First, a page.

Packers Great Paul Hornung Awarded Notre Dame Scholarship Based Solely On High School Game Film
In a day and age when college football prospects receive star ratings, it may surprise you that Pro Football Hall of Fame running back Paul Hornung wasn’t scouted in-person by the University of Notre Dame.
Hornung, a four-time NFL champion and the 1961 NFL Most Valuable Player, died on Nov. 13, 2020 at age 84.
On March 5, 1953, The Courier-Journal in Louisville published a story touting the fact that Hornung and his Flaget High School teammate Sherrill Sipes were offered scholarships based “solely on the strength of what high school game movies show they can do.”
Hornung was an outstanding three-sport athlete (football, basketball and baseball) at Flaget High, which closed in 1974.
On the gridiron, Hornung was celebrated for his ball-handing in the Flaget team’s Split-T formation. He began playing on varsity as a freshman.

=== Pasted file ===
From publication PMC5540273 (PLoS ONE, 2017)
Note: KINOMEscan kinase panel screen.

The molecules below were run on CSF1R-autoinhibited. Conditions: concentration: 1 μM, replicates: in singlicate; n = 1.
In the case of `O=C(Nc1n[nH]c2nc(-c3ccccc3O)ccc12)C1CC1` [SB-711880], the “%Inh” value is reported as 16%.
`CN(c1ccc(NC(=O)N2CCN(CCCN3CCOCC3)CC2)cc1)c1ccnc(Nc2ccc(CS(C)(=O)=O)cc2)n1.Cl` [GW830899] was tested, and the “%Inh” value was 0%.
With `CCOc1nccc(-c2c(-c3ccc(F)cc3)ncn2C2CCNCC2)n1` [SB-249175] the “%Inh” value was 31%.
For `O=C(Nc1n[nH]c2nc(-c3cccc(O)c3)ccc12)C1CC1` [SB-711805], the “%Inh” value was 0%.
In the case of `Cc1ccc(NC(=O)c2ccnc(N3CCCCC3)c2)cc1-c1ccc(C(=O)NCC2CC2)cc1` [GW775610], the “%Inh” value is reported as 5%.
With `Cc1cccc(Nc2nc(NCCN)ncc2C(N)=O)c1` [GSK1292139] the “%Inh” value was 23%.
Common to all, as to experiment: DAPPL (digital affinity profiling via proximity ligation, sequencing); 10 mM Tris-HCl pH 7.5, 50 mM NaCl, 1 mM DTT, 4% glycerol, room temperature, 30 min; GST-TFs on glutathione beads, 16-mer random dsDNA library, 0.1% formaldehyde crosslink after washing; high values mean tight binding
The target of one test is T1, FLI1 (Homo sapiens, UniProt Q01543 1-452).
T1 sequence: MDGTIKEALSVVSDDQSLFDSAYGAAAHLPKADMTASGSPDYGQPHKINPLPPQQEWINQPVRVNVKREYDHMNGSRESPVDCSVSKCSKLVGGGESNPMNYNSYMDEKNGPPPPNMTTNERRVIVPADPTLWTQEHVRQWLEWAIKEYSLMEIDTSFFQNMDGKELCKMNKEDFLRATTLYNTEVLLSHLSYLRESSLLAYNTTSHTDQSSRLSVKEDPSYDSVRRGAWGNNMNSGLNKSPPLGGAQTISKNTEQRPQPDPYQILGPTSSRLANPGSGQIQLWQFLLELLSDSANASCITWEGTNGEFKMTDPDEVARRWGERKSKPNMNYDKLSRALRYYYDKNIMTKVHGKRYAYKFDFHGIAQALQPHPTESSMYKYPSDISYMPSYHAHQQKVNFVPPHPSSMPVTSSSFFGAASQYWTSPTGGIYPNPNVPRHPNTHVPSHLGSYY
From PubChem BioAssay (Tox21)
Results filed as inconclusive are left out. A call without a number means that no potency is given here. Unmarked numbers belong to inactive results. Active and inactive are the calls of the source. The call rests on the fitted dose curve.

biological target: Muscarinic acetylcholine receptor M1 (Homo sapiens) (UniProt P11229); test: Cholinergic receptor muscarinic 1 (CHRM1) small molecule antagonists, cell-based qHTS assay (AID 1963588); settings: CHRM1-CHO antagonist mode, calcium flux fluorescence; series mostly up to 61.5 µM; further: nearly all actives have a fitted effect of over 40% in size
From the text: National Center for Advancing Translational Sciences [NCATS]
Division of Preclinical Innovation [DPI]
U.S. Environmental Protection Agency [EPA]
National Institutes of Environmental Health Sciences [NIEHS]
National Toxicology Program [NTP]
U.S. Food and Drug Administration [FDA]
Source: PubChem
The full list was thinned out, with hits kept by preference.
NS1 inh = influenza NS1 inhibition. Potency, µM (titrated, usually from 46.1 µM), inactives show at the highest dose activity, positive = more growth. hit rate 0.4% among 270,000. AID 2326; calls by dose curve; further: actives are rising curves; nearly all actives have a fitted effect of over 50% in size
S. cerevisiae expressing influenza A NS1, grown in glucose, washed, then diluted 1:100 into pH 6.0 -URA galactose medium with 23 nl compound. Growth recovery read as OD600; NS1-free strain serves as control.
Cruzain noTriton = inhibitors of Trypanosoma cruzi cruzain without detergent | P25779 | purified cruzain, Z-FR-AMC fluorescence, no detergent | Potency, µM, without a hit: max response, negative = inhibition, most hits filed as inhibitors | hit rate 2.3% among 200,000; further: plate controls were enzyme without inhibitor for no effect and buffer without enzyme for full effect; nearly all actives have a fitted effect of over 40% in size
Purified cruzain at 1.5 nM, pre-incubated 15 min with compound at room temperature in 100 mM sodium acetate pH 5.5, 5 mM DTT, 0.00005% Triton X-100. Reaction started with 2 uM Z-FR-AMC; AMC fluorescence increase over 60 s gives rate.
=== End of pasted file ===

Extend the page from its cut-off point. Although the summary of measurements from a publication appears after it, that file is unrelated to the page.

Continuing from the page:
During his senior season in 1952, Hornung passed for 17 touchdowns and ran for four more. He also also booted 29 extra points. Hornung and Sipes, one of the team’s running backs, led Flaget to a 9-1-1 record.
The Braves' only loss was to Oak Ridge High School in Tennessee. The tie came against Tennessee’s Chattanooga Central High School. Its win over St. Xavier at the end of November 1952 led to Flaget being named as Kentucky’s AAA state champion.
According to a poll conducted by The Courier-Journal in 1959, the ’52 Flaget team was voted as the high school football team of the 1950s and Hornung was voted as the newspaper’s Player of the Decade. Both Hornung and Sipes closed out their scholastic careers by being named to Kentucky’s First Team All-State squad.
At Notre Dame, Hornung was a two-time All-American at quarterback. In his1956 Heisman Trophy-winning season, Hornung led Notre Dame in passing, rushing, points scored, kickoff and punt returns, and punting. He also played defense, leading the team in passes broken up and coming in second in interceptions and tackles.
In 1957, Hornung became the first Heisman Trophy winner to be selected No. 1 overall in the NFL Draft. During his ten-year career with the Green Bay Packers, Hornung won four NFL championships, earned MVP honors in 1961 and First Team All-Pro honors twice, and led the league in rushing touchdowns in 1960.
Nicknamed “The Golden Boy,” Hornung was inducted into the College Football Hall of Fame in 1985 and the Pro Football Hall of Fame in 1986.
Photo courtesy of the Flaget Alumni Association.
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